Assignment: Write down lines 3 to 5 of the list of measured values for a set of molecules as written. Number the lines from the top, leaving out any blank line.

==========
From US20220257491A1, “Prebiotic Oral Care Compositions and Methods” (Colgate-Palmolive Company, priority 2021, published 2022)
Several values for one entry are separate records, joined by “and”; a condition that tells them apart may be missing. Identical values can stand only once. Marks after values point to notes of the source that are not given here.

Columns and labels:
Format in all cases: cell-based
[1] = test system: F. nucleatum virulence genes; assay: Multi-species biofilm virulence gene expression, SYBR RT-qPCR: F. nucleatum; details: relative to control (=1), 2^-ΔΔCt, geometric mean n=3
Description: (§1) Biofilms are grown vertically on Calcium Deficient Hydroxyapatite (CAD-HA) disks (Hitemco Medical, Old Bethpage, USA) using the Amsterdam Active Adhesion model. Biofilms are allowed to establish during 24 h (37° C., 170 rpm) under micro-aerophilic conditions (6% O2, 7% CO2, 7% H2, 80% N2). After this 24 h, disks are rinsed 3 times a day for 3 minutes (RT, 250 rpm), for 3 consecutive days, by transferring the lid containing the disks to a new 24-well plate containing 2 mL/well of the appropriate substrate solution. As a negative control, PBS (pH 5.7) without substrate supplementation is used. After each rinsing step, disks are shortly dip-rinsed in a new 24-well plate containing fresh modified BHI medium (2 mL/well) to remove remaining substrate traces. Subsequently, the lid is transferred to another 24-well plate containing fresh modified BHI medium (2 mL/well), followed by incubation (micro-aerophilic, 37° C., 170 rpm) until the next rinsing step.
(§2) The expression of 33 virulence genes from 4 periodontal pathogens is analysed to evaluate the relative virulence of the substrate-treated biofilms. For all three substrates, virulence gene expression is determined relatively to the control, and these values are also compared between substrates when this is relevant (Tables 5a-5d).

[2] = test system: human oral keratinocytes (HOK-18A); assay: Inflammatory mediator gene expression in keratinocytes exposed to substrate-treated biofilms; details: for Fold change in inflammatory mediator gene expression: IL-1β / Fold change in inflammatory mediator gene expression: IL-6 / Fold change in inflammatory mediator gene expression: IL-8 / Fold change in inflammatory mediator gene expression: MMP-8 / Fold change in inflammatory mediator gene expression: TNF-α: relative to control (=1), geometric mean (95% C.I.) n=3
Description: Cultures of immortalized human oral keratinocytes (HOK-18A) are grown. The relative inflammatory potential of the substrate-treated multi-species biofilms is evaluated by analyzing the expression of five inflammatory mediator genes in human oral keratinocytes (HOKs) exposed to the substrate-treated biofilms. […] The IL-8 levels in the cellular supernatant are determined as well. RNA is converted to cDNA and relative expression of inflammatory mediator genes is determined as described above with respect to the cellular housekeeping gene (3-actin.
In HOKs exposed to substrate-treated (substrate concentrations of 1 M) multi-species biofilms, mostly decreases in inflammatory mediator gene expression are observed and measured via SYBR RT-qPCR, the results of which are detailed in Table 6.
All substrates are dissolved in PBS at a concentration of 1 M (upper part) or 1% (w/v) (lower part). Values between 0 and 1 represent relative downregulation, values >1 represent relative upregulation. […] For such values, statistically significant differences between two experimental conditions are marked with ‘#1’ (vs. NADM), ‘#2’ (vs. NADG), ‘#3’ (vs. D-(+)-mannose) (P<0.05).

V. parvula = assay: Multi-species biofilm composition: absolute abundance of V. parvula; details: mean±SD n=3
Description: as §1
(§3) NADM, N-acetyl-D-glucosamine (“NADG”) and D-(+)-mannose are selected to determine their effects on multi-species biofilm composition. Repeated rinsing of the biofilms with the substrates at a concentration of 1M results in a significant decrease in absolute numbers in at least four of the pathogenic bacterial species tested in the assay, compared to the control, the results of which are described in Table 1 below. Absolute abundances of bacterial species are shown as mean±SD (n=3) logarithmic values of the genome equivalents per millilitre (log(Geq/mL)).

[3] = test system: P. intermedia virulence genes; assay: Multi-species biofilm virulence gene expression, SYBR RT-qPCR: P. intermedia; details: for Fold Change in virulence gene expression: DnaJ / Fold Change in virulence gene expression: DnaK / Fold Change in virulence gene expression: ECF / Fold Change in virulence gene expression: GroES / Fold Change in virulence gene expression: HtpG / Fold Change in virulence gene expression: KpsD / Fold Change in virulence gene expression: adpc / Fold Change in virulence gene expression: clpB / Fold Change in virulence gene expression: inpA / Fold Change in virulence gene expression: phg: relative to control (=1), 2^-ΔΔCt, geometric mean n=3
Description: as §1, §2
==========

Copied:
Columns and labels:
Format in all cases: cell-based
[1] = test system: F. nucleatum virulence genes; assay: Multi-species biofilm virulence gene expression, SYBR RT-qPCR: F. nucleatum; details: relative to control (=1), 2^-ΔΔCt, geometric mean n=3